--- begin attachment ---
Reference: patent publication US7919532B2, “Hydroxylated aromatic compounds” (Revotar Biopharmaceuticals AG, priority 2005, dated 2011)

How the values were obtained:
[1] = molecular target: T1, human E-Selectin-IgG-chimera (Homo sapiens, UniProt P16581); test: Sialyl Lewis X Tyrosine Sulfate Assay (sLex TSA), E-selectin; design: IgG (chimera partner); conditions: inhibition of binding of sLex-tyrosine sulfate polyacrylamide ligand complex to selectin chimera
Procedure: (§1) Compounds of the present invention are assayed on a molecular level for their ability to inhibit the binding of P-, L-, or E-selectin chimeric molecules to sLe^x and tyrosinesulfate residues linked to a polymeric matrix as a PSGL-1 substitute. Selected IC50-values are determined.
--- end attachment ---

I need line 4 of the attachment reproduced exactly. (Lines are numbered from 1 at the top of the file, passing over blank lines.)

Procedure: (§1) Compounds of the present invention are assayed on a molecular level for their ability to inhibit the binding of P-, L-, or E-selectin chimeric molecules to sLe^x and tyrosinesulfate residues linked to a polymeric matrix as a PSGL-1 substitute. Selected IC50-values are determined.